Wonder Woman #43

Meredith Finch and Ian Churchill's "Wonder Woman" #43 splits time between Diana and Donna Troy as the former tries to locate the latter. A trio of inkers -- Rick Bryant, Andrew Hennessy and Mark Irwin -- are on hand as well, bringing colorist Brad Anderson and letterer Rob Leigh along with them.

From the very first page, however, nothing shines about this book. Every one of the creators does serviceable work, and some of the panels are better than serviceable, but the title of this chapter -- the vertical panel nearly contained in Hera's gown and the excessively convenient over-the-shoulder, heads-turned in surprise reaction from Wonder Woman, Zola and Hera -- all compete for readers' attention, though none of these things keeps it.

Strife shows up to make a flip remark (again, convenient) and the story starts moving forward as Diana sets out to find Donna Troy. The trail brings in Milan from earlier issues of this series, but even his insight (again conveniently triggered for the tale) cannot connect the two raven-haired warrior women. A few steps ahead of Wonder Woman, Donna finds herself in the company of the Fates, the three women of legend who draw out, measure and manage the length of lives through metaphorical twine.

Unfortunately, Churchill "sexes" up the Fates, putting one of them in a bustier and another in tight leather pants. He then goes counter to the sexier appearance by adding in all sorts of wrinkle-representative dashes and lines. The women could have been portrayed in a more reserved manner and still been attractive, but -- instead Churchill -- cuts all of the women in "Wonder Woman" #43 from the same shapely cloth. Wonder Woman and Donna Troy are in fit fighting form, but the Fates could easily be related to those two, based on body shape and facial features. Clean, but extremely fussy artwork with ostentatious bits of lines all overrun the storytelling and character definition, making making "Wonder Woman" #43 only serviceable.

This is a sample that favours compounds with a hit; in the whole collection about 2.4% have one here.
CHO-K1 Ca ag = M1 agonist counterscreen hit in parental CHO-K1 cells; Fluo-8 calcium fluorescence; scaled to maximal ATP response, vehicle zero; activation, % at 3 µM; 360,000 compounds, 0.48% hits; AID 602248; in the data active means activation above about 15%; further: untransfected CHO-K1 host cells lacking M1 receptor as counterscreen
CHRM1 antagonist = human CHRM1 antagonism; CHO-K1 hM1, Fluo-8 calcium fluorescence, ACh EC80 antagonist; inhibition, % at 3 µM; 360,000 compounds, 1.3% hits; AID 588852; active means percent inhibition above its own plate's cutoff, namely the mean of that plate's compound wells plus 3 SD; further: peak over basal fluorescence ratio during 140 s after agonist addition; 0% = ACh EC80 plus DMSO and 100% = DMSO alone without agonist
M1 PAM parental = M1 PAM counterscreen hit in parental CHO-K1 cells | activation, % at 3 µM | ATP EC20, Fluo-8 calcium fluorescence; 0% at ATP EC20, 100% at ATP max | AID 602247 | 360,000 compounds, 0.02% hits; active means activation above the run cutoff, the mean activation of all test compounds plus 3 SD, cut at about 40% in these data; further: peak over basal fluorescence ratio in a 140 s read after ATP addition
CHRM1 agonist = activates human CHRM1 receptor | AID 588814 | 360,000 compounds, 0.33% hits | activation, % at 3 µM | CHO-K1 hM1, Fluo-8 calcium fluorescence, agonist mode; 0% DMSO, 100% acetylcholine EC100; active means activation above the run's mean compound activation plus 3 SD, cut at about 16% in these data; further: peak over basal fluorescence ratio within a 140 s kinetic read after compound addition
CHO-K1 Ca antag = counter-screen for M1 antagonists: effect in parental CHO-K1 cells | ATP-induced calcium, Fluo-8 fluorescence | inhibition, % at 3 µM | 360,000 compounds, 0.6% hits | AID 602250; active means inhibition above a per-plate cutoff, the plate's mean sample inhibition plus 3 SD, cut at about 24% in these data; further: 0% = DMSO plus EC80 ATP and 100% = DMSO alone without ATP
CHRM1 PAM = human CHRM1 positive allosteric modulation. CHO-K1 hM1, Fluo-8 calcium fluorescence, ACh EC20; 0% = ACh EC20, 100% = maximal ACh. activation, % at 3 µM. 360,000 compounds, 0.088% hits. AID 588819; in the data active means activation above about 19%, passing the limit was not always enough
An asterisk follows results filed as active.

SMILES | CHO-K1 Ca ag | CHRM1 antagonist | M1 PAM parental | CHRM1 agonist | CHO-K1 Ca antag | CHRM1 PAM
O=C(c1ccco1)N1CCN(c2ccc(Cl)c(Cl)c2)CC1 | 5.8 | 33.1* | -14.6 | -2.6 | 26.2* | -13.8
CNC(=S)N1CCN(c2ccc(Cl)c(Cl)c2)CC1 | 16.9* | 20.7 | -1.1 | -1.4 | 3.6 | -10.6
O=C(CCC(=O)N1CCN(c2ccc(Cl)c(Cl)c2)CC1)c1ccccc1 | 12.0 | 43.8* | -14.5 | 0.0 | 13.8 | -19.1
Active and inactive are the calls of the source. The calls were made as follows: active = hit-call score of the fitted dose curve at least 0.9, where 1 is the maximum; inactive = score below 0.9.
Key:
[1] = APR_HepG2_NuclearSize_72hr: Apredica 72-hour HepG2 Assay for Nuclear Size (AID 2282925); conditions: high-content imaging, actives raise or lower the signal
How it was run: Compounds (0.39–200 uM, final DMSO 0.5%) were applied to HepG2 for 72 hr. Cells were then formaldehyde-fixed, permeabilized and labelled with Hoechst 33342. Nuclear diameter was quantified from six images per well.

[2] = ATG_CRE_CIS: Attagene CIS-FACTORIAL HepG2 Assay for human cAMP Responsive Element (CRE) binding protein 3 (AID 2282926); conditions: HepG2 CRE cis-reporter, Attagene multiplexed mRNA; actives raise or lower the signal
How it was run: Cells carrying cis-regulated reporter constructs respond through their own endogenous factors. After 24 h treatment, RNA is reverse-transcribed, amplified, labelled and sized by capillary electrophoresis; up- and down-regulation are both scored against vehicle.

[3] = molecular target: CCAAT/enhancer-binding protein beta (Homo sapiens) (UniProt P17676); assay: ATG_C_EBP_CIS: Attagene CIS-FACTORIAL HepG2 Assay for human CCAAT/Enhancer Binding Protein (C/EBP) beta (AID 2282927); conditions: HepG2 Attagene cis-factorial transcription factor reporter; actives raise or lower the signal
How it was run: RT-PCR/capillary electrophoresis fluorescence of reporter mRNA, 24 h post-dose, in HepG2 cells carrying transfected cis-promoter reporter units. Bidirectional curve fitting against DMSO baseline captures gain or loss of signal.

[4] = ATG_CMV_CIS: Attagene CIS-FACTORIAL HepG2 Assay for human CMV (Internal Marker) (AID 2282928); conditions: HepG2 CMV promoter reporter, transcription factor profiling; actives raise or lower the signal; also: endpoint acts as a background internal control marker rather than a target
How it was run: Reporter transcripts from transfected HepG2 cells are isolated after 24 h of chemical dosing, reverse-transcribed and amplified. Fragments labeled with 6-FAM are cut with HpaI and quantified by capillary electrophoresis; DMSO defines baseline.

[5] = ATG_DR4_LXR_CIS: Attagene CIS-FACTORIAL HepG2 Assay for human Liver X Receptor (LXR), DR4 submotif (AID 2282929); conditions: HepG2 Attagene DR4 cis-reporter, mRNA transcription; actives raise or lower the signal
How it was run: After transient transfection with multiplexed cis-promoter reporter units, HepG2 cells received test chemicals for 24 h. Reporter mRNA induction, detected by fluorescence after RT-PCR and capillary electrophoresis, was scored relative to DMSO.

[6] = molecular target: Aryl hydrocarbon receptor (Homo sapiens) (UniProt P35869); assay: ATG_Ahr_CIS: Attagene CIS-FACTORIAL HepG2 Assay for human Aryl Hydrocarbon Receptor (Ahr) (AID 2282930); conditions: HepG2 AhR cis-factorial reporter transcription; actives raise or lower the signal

Diana is drawn into the scene with little concern for the setting despite the glowing golden thread but, when she discovers one of the Fates and calls her by name, it undermines the convenience of "This is the last place on my list," as set forth in the script. The imagery continues an underwhelming trend throughout "Wonder Woman" #43, as the Fates use scissors "made of gold" that appear to be more like dull hedge clippers. It works for the rhyme, but the visual becomes distracting and derailing, especially when Anderson colors the handled blades not gold but a nebulous muddy beige, similar to everything else in the room. Anderson's work has moments of shine, like Diana flying though the skies or Aegeus entering the issue, but more often than not Anderson's colors , like Churchill's art, are not as special as it could be.

Churchill, Anderson and Leigh are all capable of work that shines brighter than what is presented in "Wonder Woman" #43. This issue simply feels rushed, uneven and confusing with items of convenience that pop into the story. I see what Finch and crew are trying to do, but it's not coming together, at least not yet. There are bits of the original direction of this series coming in, emphasizing the dynamic and pace of the world around Diana, but there just isn't enough appeal or pizzazz in "Wonder Woman" #43 to make it a memorable tale.

Marvel Solicits Tease 'Next Great Chapter' of Star Wars Comics

More in Comics